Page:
Archive for the ‘natural gas’ Category

UK power margins tighten further for winter, but gas stocks high

A fire broke out Sunday at the UK’s 1,400 MW Didcot B gas-fired power station, in the latest of a series of unexpected problems that have considerably tightened the margin of spare supply available to the country’s electricity market this winter.

Damage to the cooling towers has resulted in the shutdown of 50% of the station’s output, removing some 700 MW from the grid.

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Leave it to $80 crude to shake up US petrochemicals

There’s something about $80/barrel crude that gets petrochemical markets in the US all riled up.

As the energy complex slowly emerges from its latest dip, let’s take a look at how some of these key markets fared over the past two weeks.

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New Frontiers: Cutting back natural gas flaring in North Dakota hits a bump

North Dakota has aggressively sought to cut the amount of natural gas flaring going on in the state. It’s made strides, but it has a new hurdle, as Brian Scheid discusses in this week’s Oilgram News column, New Frontiers.

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When it comes to defining LNG in cars, patience is a virtue

When pushing for greater use of natural gas vehicles, advocates know patience is a virtue. A lot of patience.

One recent tangle, a regular Gordian knot, has been the question of how LNG used as a transportation fuel should be measured and taxed. Should it be by weight, like kilograms, or volume, such as diesel and gasoline gallon equivalents (DGE or GGE).

This is no small picky detail that excites policy wonks. It matters a great deal to current and future LNG vehicle owners and state tax collectors.

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Do problems loom for much ballyhooed US natural gas midstream?

The midstream segment of the US natural gas business — pipelines, processing and storage — is where investment is targeted based on the assumption that a lot of new shale gas will be produced and consumed over the next couple of decades.

What some are wondering and worrying about, though, is whether the future price of natural gas will hold up and not wreck the credit of those making the infrastructure investments.

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Liberalization key to Brazil’s natural gas market growth

As one of the largest renewable energy producers in the world, Brazil’s relatively recent foray into natural gas markets could probably be euphemistically described as “unplanned.”

When it became clear by the 1980s that the country’s hydroelectric reservoir system would be insufficient to meet growing national demand for electricity, the Brazilian government began exploring its options to increase the supply of thermal feedstocks for power generation.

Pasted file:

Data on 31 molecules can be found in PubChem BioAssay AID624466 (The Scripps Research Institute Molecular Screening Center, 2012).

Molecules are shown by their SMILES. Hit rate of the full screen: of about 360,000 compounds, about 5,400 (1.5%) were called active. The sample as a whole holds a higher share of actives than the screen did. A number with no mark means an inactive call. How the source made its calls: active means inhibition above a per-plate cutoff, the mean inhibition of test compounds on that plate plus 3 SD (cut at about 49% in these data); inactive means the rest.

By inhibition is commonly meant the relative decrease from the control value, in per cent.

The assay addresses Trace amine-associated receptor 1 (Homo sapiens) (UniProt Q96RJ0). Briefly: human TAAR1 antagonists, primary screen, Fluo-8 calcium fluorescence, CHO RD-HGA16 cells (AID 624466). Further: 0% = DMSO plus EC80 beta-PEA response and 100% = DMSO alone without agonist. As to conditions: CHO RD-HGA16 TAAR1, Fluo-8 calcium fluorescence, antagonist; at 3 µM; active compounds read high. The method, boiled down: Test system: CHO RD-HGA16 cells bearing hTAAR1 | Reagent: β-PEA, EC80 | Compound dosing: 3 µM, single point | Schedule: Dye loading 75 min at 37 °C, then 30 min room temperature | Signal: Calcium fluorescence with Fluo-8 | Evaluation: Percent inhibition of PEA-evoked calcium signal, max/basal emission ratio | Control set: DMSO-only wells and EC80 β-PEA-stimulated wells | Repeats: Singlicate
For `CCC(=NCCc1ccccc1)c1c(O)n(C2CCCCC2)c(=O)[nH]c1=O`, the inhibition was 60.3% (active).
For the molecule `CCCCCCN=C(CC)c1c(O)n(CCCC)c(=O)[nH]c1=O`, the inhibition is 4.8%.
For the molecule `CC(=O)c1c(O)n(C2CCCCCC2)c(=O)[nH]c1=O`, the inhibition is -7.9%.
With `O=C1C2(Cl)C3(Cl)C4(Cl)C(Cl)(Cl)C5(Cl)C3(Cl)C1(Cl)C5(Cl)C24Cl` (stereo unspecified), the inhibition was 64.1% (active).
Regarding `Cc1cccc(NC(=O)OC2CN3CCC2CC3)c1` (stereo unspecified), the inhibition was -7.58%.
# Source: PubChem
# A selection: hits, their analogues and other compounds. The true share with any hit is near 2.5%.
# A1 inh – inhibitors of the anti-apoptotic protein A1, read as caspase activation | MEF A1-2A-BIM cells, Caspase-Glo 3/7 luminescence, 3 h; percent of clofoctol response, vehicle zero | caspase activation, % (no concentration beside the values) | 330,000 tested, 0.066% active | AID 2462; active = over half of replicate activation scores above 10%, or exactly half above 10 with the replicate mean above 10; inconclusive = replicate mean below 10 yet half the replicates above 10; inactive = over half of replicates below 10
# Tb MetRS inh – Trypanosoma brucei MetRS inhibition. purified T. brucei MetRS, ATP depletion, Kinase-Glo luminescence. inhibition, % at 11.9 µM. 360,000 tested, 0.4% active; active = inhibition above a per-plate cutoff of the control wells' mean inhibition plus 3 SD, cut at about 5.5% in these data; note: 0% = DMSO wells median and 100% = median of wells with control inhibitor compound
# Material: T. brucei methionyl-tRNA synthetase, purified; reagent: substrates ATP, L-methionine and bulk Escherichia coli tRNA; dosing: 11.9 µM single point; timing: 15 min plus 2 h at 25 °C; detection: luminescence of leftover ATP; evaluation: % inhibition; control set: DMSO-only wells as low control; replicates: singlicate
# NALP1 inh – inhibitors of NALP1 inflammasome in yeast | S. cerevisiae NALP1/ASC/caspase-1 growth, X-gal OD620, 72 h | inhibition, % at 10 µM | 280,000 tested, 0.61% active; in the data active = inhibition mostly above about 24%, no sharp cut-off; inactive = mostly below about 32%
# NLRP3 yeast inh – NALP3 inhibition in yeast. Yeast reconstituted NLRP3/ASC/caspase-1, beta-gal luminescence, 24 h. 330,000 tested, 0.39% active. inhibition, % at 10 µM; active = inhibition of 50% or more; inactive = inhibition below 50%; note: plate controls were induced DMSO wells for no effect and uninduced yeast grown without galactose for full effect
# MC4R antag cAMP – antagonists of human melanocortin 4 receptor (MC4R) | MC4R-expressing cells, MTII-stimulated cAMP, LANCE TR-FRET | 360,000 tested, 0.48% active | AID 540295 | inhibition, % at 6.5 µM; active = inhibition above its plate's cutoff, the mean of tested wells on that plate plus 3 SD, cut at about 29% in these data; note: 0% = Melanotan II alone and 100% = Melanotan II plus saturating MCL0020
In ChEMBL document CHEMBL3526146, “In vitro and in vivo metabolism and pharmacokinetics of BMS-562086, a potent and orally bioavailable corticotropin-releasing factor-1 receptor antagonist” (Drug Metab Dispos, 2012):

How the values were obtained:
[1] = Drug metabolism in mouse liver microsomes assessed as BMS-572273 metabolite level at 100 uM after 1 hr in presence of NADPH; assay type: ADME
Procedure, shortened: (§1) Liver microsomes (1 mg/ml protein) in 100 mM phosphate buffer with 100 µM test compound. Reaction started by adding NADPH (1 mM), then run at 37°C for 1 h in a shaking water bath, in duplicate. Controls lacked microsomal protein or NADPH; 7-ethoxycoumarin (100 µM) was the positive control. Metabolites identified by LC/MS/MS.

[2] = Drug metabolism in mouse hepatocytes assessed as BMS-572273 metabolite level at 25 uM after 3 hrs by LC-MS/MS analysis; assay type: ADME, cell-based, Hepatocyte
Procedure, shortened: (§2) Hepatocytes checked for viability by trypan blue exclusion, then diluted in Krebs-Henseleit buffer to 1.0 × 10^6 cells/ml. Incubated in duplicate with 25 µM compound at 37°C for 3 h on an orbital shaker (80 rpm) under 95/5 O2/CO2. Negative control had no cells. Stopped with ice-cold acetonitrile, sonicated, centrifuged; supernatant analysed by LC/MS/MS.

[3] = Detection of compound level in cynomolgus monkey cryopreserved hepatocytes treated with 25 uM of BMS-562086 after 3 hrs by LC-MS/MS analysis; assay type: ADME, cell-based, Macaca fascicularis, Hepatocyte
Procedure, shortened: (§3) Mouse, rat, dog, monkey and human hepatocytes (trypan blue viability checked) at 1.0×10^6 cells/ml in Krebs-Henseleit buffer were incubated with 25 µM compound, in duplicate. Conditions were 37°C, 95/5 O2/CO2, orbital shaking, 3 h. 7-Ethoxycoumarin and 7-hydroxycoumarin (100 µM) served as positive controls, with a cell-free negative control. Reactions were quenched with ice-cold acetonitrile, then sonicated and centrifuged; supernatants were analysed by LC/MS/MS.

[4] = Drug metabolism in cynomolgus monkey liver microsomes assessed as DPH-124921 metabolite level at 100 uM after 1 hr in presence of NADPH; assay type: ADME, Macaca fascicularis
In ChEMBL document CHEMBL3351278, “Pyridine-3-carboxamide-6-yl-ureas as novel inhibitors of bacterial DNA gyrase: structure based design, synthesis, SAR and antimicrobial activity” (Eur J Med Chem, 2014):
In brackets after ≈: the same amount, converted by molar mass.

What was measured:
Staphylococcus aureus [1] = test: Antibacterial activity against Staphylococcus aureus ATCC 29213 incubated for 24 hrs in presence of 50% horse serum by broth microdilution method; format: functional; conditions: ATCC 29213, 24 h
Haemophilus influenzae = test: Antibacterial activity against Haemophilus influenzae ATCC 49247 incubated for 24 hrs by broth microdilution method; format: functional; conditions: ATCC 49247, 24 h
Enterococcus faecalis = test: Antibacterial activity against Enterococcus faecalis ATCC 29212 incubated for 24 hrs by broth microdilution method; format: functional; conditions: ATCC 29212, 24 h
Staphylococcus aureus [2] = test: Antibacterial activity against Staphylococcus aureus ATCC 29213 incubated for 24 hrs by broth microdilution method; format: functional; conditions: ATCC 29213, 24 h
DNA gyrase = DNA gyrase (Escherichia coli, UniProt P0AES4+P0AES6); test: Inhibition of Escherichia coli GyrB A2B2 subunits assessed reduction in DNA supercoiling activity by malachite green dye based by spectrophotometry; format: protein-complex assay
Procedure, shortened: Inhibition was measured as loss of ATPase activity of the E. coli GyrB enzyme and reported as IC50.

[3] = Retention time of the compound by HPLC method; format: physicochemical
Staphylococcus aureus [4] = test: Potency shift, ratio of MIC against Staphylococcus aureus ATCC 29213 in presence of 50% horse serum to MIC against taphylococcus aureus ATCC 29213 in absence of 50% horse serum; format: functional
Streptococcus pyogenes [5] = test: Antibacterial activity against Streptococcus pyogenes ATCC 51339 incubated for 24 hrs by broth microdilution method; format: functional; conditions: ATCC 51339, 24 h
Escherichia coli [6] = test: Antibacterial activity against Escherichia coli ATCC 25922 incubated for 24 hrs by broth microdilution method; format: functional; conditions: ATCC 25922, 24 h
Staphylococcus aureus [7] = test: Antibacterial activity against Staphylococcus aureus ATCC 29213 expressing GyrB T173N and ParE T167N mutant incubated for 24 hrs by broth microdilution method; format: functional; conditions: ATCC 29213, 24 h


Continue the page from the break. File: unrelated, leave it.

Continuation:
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Mexican LNG exports will not come soon

Recent reports say Japan wants to import LNG from Mexico after 2020. While Mexico could add liquefaction facilities at one or more of its three LNG import terminals, it would need to overcome some hurdles before it could export LNG.

Sempra’s Energia Costa Azul terminal on the Pacific Coast of northern Baja California rarely imports cargoes, but the hurdle for exports from Costa Azul would be access to gas. This import terminal would not have been built 15 miles north of Ensenada if there had been enough gas production nearby to meet demand.

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New Frontiers: The ever-shifting ground under oil pipelines

Pipelines that once went one direction are now being shifted to go in another direction. Not only that, they’re carrying different things. Janet McGurty discusses the shifts in this week’s Oilgram News column, New Frontiers.
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Peace agreement in gas-rich Mozambique sets the stage for elections

After two years of sporadic clashes, Mozambique’s Frelimo government and Renamo, the main opposition party signed a peace agreement in August, improving prospects for the October elections in the gas-rich southern African nation.

The presidential and parliamentary elections on October 15 will mark the end of president Armando Guebuza’s second and final term in office.

The election takes place as Mozambique becomes an attractive investment destination following huge gas discoveries by Italy’s Eni and US’ Anadarko. The discoveries, estimated at 100 trillion cubic feet have the potential to transform Mozambique into one of the world’s leading LNG exporters.

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Guest post: Brent crude oil now has the biggest chunk of the GSCI

Jodie Gunzberg is the global  head of commodities for S&P Dow Jones Indices, which like Platts is part of McGraw Hill Financial. She writes on commodity investing on the Indexology blog. Her post from October 2, announcing an historic shift in the oil makeup of the S&P GSCI, is reproduced here. 

The S&P GSCI 2015 Rebalance Preview marks a historic shift in the benchmark renowned for its world production weight.

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